Aug. 22 (Bloomberg) -- China Resources Enterprise Ltd., the state-backed retail and beer conglomerate, said it may partner with Tesco Plc to bid for billionaire Li Ka-shing’s Hong Kong supermarket chain.
China Resources may raise debt and will consider selling “non-core assets” to fund a purchase of the ParknShop chain, Frank Lai, chief financial officer for the Chinese company, said at an earnings briefing in Hong Kong yesterday.
Li’s biggest company, Hutchison Whampoa Ltd., is considering selling the grocer, one of the two largest chains in Hong Kong’s $6.6 billion supermarket industry. ParknShop attracted eight offers from suitors including China Resources, people with knowledge of the process said this month.
“We will consider to bid with Tesco; it’s one of the discussions we have with them,” Lai said. The purchase could help China Resources “increase market share, improve efficiency and achieve economy of scale” in Hong Kong, he said.
ParknShop is a “quality asset” well operated by Hutchison Whampoa, the executive said, declining to say how much his company would be willing to pay.
China Resources this month announced a joint venture with Tesco that will see the U.K. firm merge its 131 stores in China with the Hong Kong-based company. China Resources will hold an 80 percent stake in that tie-up, the companies have said.
The completion of that deal would end nearly a decade of independent operations for Tesco in mainland China, where it has been closing stores and seen sales decline.
Tom Hoskin, a spokesman for Cheshunt, England-based Tesco, declined to comment on China Resources’ remarks. Li, Asia’s richest man, has a net worth of $26.9 billion, according to the Bloomberg Billionaire’s Index.
China Resources dropped 2.32 percent at HK$23.15 in Hong Kong as of 11:06 a.m. today. The stock has slumped 17 percent this year, compared with a 4.2 percent decline for the benchmark Hang Seng Index. Tesco fell 0.5 percent to close at 363.20 pence in London trading yesterday.
A merger with ParknShop could allow China Resources to leapfrog Singapore-listed Dairy Farm International Holdings Ltd. to become Hong Kong’s largest supermarket operator.
ParknShop had 33 percent of the Hong Kong grocery market in 2012, after Wellcome, controlled by Dairy Farm, with 40 percent, according to researcher Euromonitor. CR Vanguard Supermarket, run by China Resources, ranked third with 7.8 percent.
ParknShop, which had revenue of HK$21.7 billion ($2.8 billion) last year, has more than 270 of its 345 outlets in Hong Kong. Sales growth in the city’s supermarket industry slowed to 7.9 percent in May from last year’s annual increase of 11 percent and a 2011 peak of 13 percent, government statistics show.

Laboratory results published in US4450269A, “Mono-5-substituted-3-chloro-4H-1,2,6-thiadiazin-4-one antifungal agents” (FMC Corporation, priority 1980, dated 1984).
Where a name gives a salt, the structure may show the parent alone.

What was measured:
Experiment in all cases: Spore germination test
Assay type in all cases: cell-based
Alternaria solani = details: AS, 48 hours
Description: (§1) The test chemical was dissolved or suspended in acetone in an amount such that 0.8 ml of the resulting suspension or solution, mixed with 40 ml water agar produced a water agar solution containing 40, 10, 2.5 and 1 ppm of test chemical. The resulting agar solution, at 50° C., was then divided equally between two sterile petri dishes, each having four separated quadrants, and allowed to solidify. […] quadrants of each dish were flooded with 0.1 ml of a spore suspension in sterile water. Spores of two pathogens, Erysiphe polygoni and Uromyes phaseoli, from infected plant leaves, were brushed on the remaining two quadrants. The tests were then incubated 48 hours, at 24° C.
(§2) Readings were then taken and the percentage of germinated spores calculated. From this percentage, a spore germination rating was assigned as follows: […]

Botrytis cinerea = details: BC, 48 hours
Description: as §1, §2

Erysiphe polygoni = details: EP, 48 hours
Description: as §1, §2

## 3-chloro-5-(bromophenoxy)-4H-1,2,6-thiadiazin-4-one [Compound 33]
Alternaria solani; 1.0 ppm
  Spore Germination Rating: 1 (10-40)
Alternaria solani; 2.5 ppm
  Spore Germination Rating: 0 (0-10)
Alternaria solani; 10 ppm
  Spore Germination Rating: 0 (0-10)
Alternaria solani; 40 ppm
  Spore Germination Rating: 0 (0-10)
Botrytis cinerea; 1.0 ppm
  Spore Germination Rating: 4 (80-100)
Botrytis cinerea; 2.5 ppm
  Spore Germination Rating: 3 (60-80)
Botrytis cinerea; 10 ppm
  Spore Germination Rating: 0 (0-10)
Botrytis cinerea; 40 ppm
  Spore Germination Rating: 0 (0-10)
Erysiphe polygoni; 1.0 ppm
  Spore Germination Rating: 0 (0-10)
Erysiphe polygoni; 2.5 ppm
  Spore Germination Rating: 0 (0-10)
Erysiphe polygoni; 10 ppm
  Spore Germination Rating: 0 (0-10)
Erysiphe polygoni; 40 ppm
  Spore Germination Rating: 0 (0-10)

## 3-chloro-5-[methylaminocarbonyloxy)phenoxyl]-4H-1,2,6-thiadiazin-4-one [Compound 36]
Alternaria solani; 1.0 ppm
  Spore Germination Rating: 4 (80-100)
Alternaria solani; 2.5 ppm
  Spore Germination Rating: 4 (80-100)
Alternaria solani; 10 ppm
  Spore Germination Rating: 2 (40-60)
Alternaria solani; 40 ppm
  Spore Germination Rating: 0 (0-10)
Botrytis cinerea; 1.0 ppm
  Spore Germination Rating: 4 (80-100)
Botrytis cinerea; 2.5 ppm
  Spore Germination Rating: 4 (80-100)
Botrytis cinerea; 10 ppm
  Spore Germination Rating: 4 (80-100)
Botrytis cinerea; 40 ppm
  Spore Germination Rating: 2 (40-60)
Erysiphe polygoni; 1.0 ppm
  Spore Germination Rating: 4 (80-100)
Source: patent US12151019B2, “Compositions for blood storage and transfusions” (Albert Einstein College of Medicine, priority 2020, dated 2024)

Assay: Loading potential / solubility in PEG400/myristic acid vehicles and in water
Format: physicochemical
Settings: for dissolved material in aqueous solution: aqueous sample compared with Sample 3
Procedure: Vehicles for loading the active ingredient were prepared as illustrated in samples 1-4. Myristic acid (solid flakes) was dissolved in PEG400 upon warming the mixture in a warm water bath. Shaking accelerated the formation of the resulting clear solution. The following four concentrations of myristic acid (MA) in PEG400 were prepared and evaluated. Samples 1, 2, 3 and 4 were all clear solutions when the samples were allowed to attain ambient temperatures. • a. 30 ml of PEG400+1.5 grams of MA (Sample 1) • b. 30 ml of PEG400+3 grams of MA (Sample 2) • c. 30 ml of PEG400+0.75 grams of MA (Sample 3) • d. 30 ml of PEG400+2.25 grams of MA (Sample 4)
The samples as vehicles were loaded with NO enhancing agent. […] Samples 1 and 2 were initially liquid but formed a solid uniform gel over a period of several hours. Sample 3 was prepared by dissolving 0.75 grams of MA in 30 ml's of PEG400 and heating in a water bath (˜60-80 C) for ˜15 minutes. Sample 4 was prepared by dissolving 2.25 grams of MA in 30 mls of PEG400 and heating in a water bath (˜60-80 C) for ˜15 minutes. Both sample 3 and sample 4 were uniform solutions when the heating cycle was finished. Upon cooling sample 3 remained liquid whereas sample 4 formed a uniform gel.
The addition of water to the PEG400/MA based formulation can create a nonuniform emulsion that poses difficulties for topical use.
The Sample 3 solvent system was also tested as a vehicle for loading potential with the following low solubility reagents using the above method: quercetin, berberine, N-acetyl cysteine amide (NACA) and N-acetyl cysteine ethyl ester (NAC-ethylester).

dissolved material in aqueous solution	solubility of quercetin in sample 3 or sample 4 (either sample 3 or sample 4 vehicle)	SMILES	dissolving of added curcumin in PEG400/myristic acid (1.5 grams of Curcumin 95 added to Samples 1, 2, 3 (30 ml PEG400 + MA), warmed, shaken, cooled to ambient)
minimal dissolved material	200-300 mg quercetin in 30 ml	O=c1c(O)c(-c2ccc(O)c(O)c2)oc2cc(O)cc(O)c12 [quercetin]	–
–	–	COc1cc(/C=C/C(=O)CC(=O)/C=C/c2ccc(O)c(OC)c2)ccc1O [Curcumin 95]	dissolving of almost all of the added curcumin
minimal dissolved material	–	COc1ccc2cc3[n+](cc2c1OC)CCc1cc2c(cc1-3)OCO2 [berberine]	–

Hong Kong’s surging rents and a slowing grocery market could deter buyers from offering top price for the chain, analysts said. High rents will be factored into the bidding price for ParknShop, Lai said yesterday.
Hutchison is seeking $3 billion to $4 billion for ParknShop, a person familiar with the matter said last month.
“The Hong Kong business is profitable and a cash cow, but the valuation looks expensive and the growth prospects aren’t big,” said Anson Chan, Hong Kong-based analyst at KGI Asia Ltd, which has a underperform rating on China Resources.
Private-equity firms KKR & Co. and TPG Capital also submitted preliminary bids for ParknShop, two people with knowledge of the process said this month. Sun Art Retail Group Ltd., Japan’s Aeon Co., Lotte Shopping Co., Woolworths Ltd. and Wesfarmers Ltd. also made preliminary offers, people with knowledge of the matter said.
“Obviously there are lots of people competing for this -- if they get it at the right price it’s a very good move for Tesco,” Michael Dennis, an analyst at Cantor Fitzgerald, said in London by phone.
On China’s mainland, Tesco has faced a slowing economy and competition from regional rivals such as Sun Art. The U.K. retailer scaled back its efforts in China last year to focus on building out more profitable businesses, Chief Executive Officer Philip Clarke said in April. The company has adopted a more “cautious stance” in the country and closed five underperforming outlets last year to focus on its strongest regions, it said in April.
Sales for Tesco’s China stores opened at least a year dropped 4.9 percent in the first quarter amid consumer concern over bird flu and weaker demand for pork following a national food safety scare.
China Resources Enterprise yesterday reported a 54 percent drop in first-half profit as weaker economic growth and a government push to curb public expenditures hurt demand. The company, which has a joint venture with SABMiller Plc producing China’s largest beer brand, also runs food and beverage businesses.
China Resources and Wal-Mart Stores Inc. both had a 11 percent share each in China’s hypermarket industry last year. That lags the 14 percent share by Sun Art Retail, backed by France’s Groupe Auchan SA, according to Euromonitor International.
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